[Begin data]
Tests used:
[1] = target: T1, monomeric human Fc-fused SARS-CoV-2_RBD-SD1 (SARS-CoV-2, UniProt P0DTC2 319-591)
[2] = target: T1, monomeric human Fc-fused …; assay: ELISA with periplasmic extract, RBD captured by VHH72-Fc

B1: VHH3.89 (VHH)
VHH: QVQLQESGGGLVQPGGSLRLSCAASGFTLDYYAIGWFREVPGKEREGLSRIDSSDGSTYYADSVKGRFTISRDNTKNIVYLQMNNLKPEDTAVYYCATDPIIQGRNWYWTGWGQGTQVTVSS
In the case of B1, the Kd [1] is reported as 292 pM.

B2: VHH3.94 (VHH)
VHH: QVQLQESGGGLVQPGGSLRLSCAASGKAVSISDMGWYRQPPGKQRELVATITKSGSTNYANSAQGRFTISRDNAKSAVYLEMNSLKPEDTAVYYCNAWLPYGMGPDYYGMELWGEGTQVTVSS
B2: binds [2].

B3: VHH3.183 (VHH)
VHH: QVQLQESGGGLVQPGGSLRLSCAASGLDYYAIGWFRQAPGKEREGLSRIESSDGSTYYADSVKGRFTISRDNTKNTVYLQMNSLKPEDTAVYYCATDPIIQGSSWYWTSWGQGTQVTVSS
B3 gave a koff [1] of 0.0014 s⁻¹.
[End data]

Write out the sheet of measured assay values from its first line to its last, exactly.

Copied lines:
Tests used:
[1] = target: T1, monomeric human Fc-fused SARS-CoV-2_RBD-SD1 (SARS-CoV-2, UniProt P0DTC2 319-591)
[2] = target: T1, monomeric human Fc-fused …; assay: ELISA with periplasmic extract, RBD captured by VHH72-Fc

B1: VHH3.89 (VHH)
VHH: QVQLQESGGGLVQPGGSLRLSCAASGFTLDYYAIGWFREVPGKEREGLSRIDSSDGSTYYADSVKGRFTISRDNTKNIVYLQMNNLKPEDTAVYYCATDPIIQGRNWYWTGWGQGTQVTVSS
In the case of B1, the Kd [1] is reported as 292 pM.

B2: VHH3.94 (VHH)
VHH: QVQLQESGGGLVQPGGSLRLSCAASGKAVSISDMGWYRQPPGKQRELVATITKSGSTNYANSAQGRFTISRDNAKSAVYLEMNSLKPEDTAVYYCNAWLPYGMGPDYYGMELWGEGTQVTVSS
B2: binds [2].

B3: VHH3.183 (VHH)
VHH: QVQLQESGGGLVQPGGSLRLSCAASGLDYYAIGWFRQAPGKEREGLSRIESSDGSTYYADSVKGRFTISRDNTKNTVYLQMNSLKPEDTAVYYCATDPIIQGSSWYWTSWGQGTQVTVSS
B3 gave a koff [1] of 0.0014 s⁻¹.